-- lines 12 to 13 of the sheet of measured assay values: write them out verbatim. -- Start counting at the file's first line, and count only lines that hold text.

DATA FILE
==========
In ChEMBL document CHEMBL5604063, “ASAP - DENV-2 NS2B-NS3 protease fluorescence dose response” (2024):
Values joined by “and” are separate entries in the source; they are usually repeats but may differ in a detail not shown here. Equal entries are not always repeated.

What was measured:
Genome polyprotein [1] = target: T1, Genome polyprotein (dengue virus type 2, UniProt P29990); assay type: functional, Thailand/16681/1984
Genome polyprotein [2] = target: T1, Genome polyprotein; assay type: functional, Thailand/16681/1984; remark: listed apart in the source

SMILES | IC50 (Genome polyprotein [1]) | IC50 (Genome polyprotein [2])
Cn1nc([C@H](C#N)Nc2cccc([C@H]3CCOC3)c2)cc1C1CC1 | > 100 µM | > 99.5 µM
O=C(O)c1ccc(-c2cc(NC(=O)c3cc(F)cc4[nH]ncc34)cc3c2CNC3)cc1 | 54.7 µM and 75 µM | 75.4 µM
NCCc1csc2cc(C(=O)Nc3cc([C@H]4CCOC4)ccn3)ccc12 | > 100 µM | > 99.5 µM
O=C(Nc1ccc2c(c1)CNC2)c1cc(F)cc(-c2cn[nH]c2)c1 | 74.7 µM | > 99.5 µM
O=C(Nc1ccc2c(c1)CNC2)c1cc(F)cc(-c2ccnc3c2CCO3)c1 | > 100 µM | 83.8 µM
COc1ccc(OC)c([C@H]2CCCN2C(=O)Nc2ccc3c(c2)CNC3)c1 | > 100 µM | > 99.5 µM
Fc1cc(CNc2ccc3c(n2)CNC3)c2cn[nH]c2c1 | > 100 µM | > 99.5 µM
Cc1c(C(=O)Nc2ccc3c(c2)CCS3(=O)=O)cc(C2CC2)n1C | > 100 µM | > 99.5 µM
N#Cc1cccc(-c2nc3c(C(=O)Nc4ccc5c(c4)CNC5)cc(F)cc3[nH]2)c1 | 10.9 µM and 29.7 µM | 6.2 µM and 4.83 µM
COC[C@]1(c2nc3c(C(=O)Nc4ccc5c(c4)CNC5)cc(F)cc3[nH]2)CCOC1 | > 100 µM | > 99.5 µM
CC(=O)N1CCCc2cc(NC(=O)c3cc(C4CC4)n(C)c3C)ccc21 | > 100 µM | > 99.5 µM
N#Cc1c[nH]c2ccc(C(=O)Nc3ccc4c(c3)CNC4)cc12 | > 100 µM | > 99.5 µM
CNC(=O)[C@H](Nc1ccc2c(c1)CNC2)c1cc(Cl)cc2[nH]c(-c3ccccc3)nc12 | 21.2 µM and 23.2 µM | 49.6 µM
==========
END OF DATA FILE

COc1ccc(OC)c([C@H]2CCCN2C(=O)Nc2ccc3c(c2)CNC3)c1 | > 100 µM | > 99.5 µM
Fc1cc(CNc2ccc3c(n2)CNC3)c2cn[nH]c2c1 | > 100 µM | > 99.5 µM